« Back Looking for a Ride Home? Why not try Mobility-as-a-Service

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As vehicle ownership falls and ride hailing and ride sharing services find increasing popularity, powerful forces are making themselves felt in commuter transport. However, recent developments are just a taste of things to come. Spurred by advances in digital know-how, there is growing interest in realizing Mobility-as-a-Service, MaaS.

The ideal of MaaS is the ability to leave home, be picked up by a vehicle almost immediately, and taken to a specified destination by a direct route with no unnecessary detours or unwanted delays. It’s a vision that combines the convenience of a taxi with the utility of bus services—and it sounds almost impossible to achieve. But with recent advances in AI and big data analytics, there are people working to make it happen.

Hirozou Yoshitomi, the President of Tokyo-based JUNPUZI is one of them. His company operates Convenicle, coined from convenient and vehicle, and provides a system dedicated to delivering no-wait, on-demand transport know-how to service operators and local governments across Japan.


(right) Hirozou Yoshitomi, President of Tokyo-based JUNPUZI
(left) Seiji Kamiya, JUNPUZI’s Project Planning and Development Department Manager

So far, it has been a success. “We are now in our ninth year of operating Convenicle,” Yoshitomi says, “and we currently carry about 70,000 people a month in 42 locations, including Kashiwa City in Chiba Prefecture,” one of Tokyo’s satellite towns. Now the company wants to take this to the next level, and to apply the tools of cutting-edge AI and data analytics to a more advanced MaaS model that can deliver better services. In July 2018, they teamed up with Toshiba to do just that, and develop public transport for tomorrow.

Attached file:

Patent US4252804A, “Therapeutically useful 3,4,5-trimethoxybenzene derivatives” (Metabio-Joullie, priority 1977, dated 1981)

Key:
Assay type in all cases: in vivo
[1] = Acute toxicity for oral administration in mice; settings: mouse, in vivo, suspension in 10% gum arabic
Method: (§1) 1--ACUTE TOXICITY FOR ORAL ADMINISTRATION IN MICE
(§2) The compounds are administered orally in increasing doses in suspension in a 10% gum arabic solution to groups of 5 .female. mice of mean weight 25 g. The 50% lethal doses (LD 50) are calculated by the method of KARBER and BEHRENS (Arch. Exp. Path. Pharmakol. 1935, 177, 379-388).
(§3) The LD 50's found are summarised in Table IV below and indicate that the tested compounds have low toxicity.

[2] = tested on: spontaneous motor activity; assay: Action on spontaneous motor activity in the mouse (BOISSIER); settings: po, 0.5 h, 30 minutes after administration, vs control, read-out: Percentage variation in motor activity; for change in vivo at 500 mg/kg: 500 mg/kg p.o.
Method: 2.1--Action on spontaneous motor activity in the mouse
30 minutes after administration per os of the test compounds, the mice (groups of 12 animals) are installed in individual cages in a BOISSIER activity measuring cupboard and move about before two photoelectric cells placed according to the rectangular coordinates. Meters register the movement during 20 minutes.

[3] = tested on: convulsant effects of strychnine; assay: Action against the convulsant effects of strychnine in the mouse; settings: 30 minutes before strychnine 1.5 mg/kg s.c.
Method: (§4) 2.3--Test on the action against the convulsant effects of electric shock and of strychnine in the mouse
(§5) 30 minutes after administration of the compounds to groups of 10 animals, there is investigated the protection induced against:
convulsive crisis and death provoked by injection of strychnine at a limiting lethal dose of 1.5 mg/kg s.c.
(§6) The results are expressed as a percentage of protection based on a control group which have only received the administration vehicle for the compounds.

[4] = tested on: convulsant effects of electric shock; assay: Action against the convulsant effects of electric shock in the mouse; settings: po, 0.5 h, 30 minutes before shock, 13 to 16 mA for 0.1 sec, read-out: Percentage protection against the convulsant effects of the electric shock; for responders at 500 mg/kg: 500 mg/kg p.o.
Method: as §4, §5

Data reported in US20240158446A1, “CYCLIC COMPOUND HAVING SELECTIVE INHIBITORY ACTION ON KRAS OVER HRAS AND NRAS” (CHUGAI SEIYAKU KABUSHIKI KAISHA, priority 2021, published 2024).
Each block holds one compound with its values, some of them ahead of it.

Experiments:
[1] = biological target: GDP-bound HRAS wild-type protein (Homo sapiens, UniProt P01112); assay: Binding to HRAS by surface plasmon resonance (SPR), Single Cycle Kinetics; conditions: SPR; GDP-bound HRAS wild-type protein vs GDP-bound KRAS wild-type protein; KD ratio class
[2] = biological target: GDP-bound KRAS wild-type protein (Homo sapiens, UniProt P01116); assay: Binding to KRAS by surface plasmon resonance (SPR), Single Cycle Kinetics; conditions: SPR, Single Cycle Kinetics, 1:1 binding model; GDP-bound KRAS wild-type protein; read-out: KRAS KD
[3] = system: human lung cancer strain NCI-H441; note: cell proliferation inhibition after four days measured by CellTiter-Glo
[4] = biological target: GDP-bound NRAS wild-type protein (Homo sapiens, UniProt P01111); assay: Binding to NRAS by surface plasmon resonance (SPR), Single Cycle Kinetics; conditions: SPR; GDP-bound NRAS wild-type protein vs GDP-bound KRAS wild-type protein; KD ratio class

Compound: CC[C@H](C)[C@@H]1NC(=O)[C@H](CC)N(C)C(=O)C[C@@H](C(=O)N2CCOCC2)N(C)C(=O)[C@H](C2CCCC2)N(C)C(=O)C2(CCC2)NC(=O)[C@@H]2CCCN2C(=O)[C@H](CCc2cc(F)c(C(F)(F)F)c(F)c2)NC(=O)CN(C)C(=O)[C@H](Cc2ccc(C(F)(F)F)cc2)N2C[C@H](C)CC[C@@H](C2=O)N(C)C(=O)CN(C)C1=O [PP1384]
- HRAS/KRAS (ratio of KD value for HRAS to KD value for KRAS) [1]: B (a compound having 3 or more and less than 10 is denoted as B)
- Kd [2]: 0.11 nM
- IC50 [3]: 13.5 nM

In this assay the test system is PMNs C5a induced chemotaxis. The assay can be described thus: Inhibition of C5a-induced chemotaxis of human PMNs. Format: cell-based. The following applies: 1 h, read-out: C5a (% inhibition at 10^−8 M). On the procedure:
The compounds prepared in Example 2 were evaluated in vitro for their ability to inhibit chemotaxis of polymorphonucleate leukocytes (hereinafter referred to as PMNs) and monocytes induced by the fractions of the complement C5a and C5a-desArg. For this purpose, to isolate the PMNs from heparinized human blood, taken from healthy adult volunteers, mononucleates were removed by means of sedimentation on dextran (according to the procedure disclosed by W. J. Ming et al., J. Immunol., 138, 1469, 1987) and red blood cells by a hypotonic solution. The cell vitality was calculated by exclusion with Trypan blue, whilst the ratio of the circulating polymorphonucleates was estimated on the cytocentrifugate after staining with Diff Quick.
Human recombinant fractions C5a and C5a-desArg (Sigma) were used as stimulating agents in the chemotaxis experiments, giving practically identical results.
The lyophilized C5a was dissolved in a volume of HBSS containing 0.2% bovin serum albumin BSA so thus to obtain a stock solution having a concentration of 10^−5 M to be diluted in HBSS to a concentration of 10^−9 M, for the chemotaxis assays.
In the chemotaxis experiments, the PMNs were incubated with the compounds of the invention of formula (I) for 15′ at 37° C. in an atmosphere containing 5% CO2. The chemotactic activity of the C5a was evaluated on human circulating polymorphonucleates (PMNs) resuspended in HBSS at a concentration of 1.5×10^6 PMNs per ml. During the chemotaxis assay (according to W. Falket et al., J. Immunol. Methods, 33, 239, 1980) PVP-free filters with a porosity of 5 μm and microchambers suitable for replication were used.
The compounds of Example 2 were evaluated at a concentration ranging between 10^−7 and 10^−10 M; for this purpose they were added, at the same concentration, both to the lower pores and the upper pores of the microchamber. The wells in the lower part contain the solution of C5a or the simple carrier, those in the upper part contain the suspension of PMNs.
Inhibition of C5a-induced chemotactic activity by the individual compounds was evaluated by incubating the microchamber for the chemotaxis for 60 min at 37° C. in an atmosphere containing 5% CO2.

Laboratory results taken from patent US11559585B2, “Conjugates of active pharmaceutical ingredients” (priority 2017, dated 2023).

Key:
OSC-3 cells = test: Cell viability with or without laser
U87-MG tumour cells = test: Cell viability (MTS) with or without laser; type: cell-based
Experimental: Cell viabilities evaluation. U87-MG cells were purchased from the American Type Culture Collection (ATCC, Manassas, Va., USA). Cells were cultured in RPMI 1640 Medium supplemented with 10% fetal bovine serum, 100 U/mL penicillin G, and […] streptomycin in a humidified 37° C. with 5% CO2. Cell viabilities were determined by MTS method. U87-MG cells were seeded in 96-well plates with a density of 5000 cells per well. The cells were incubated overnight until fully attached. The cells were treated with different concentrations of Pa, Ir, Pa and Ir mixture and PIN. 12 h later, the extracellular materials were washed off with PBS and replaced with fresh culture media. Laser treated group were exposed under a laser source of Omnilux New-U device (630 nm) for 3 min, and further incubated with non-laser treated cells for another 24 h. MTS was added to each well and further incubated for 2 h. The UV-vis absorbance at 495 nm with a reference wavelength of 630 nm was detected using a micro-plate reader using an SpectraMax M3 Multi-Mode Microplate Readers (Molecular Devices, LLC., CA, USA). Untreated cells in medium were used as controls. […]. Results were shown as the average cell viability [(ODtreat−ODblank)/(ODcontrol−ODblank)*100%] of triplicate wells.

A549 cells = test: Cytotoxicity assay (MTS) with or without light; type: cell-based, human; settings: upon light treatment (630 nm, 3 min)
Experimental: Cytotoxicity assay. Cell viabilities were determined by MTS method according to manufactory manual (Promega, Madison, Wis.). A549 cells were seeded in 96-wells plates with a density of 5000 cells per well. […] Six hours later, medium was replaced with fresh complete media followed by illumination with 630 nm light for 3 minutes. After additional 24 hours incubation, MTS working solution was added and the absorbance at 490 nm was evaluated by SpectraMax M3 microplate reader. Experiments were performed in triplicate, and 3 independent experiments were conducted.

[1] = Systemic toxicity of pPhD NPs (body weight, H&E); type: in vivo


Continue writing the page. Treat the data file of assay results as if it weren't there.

Known first and foremost as a manufacturer, with over 140 years of experience in fields as diverse as turbines and semiconductors, Toshiba has always cultivated other capabilities in parallel. Its research into AI dates back over 50 years, and embraces areas as diverse and demanding as precision imaging and natural language. Today, the company is taking another step forward as a cyber-physical systems technology company, a leader in integrating the physical world of manufacturing and the cyber world of digital know-how.

One area where Toshiba is cultivating expertise is digital transformation, and here a key role is played by “SATLYS™”, an analytics AI based on data analysis and deep learning. Developed, tested and refined by sifting through the vast amounts of data generated by Toshiba’s manufacturing operations, SATLYS works fast to identify, estimate and make predictions. The question for Toshiba was, could it improve on Convenicle?

Just how big was the problem? “The full name is Convenicle, Demand Responsive Transport,” explains Yoshitomi. “The goal is to deliver a public transportation system that operates only when reservations are made.”


Convenicle service in operation in rural Japan

That introduces one of the most important features of Convenicle, explained by Seiji Kamiya, JUNPUZI’s Project Planning and Development Department Manager. “Buses have set routes, so users often have to make time-consuming and pointless detours, but Convenicle combines multiple reserved pick-up and drop-off points to create routes in the most efficient way, so it’s easy for passengers to use.”

With that approach, every reservation received is another data point, requiring routes and pick-up times to be made and remade to reflect demand. There’s also the question of where passengers get on and off Convenicle. That sounds easy at first, because Japanese streets have numerous garbage collection points, all clearly marked, and they provide convenient pick-up and drop-off points, close to where passengers live—but there are also a lot of them, and that adds to the equation; especially when you want to pick up and drop off people with similar destinations, to maximize capacity utilization.

Convenicle route plans. Garbage collection points offer convenient pick-up and drop-off points, and are close to where passengers live.

On top of that, while deep analytics needs data, JUNPUZI had a lot of it: a full nine years of operational data. As Yoshitomi explains, “At the start it really wasn’t clear how we would use operational data, but one thing I was sure of was that it had value. Keep logs. That was our conviction.” And data in those logs had to be put into SATLYS, in one way or another.